For most of us, getting organized is a pipe dream. The random creams, pastes, and oils in your bathroom cabinet will probably never be color coordinated or arranged alphabetically. Your sock drawer will probably be a nest of tangled and mismatched cloth until the day you die. Your DVD collection… well, at least now you can use Netflix instead.
But whether you’re naturally tidy or a chaotic mess, there’s one area of your life that truly needs to be organized: your finances. You can get away with a messy garage or a cluttered basement, but working toward financial goals without a discernible structure is like trying to build a home without pouring a foundation.
If your finances are as disorderly as the rest of your life, here’s an argument for making a change – and how to actually do it.
Why You Should Organize Your Accounts
There are few things duller than making sure you know where your life insurance monthly statement is or how to access your 401k. But like exercise and a healthy diet, organizing your financial information is important even if it’s the last thing you want to do.
It’s crucial to have a firm sense of where you actually stand financially. Do you have a positive net worth or do you have more debt than you realized? Are you adequately insured? Did you update your beneficiaries when you had kids or got divorced?
Being aware of your financial health lets you plan for the future more accurately. You can’t adequately prepare for retirement if you don’t know the value of your assets or where they’re located because you won’t be able to set accurate and realistic goals. Knowing the total balance of your 401k and IRA can inform whether you’re on track or woefully behind.
There’s also a motivational component to this. By starting from a firm foundation and keeping close track of where your finances are headed, you’ll be able to measure your progress towards the goals you care about.
Think of it like a weightlifter. You might be able to get stronger by consistently lifting random weights, but you won’t be able to fully appreciate your success. By having an accurate sense of how much you lift every session, you’ll have an exact measurement of how much stronger you’re getting week to week.
If you can’t muster up the willpower to do it for your own sake, consider your family. People pass away every year without disclosing relevant financial information to their loved ones, leaving them in the dark about everything from retirement savings to insurance information. By organizing your accounts and passwords in a secure location, you can make the grieving process easier for your spouse, children or any remaining family who might inherit your estate.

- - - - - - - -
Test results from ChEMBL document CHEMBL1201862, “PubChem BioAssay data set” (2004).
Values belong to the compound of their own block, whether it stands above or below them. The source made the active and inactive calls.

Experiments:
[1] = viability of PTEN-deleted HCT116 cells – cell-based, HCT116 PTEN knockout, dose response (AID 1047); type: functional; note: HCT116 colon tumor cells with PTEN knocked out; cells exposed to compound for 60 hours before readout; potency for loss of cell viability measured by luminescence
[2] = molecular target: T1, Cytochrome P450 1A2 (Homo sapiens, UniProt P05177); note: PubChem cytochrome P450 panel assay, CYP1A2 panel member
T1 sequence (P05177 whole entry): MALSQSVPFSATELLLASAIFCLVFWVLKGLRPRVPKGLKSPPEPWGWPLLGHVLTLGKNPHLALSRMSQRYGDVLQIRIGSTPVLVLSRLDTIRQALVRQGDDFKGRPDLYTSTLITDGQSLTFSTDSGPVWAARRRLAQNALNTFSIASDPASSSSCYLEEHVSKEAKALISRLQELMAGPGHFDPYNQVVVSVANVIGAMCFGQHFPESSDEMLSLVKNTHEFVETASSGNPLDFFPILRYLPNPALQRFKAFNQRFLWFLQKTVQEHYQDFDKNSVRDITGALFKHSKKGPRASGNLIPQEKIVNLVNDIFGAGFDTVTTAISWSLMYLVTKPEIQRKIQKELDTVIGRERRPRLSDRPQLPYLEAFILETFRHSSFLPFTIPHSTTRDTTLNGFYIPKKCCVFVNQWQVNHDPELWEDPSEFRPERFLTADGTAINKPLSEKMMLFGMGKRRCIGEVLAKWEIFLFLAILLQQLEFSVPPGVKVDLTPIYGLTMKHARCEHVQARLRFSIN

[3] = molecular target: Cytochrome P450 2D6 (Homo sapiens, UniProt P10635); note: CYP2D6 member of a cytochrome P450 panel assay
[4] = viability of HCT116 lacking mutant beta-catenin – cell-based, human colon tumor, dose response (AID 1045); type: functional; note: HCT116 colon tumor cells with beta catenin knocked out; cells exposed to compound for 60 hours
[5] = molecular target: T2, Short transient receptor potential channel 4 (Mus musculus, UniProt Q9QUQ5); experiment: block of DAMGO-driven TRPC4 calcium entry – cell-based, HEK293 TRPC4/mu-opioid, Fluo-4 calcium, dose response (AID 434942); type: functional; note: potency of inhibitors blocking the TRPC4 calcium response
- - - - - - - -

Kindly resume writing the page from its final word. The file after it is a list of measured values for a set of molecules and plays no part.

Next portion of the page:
Find and Maintain a System
There are multiple ways you can organize your financial accounts. You can use a pen-and-paper system, an Excel spreadsheet or an app like Mint. Apps sync to your financial accounts and keep them updated every time you log in. Some even send notifications if you’re running a low balance or if you were charged a late fee.
The benefit of using a spreadsheet is that you can customize it to fit your specific needs. It won’t be able to pull information automatically, so this works better for someone who doesn’t mind tinkering for a few hours every month.
A digital cloud like Google Drive or Dropbox is the best place to store your records since you can access it anywhere and they can’t be physically stolen or damaged. If you do keep records on the cloud, use a secure password and enable two-factor authentication, which means you’ll have to provide a unique code if the account is accessed.
There’s no right or wrong way to track and manage your financial accounts. The key is to pick a system that’s easy for you to use on a regular basis.
Keep a running list of every financial account you have, including:
- Bank accounts
- Checking and savings
- Health Savings Accounts or Flex Spending Accounts
- Credit cards
- 401ks, IRAs and brokerage accounts
- Mortgage, student loans, auto loans, home equity loans or lines of credit, personal loans, medical debt and more
- Auto, health, disability and life insurance
- W2s, 1099s, and other tax-related forms
You should know the following information for each account:
- Account number
- Total balance
For debt-related accounts, write down the interest rate, monthly payment, the total balance remaining, loan provider, loan term and any other relevant details. If you can’t remember where to find all your accounts, check your credit report. It will list all credit-related accounts, even those that are closed.
Still feel like something’s missing? Check sites for unclaimed money that the federal or state government is holding in your name. These funds can come from a closed bank account, undeposited tax refund or a life insurance payout. Be sure to check both federal and state websites since it’s not clear where your money might be. I like to check these websites once a year just to make sure there’s nothing I’m forgetting.
If you’re married or have kids, repeat these steps for your spouse and children.
Don’t Forget Your Inbox
Now that everything is online, our inboxes have become a digital dumping ground for financial documents. Whether you use Gmail or Outlook, you can organize financially relevant emails by adding labels or assigning them to specific folders.
I’m self-employed, so I keep all records of business-related purchases so I can deduct them at tax time. I categorize all potential tax-deductible receipts in a “Taxes” label. When I’m updating my income and expenses spreadsheet, I refer back to the email label to see what I can deduct.
If you prefer to use paper records, keep them in clearly marked folders divided by account or year. Use a fireproof safe that you can easily grab in case of emergency, but keep it hidden where a burglar won’t be able to find it quickly.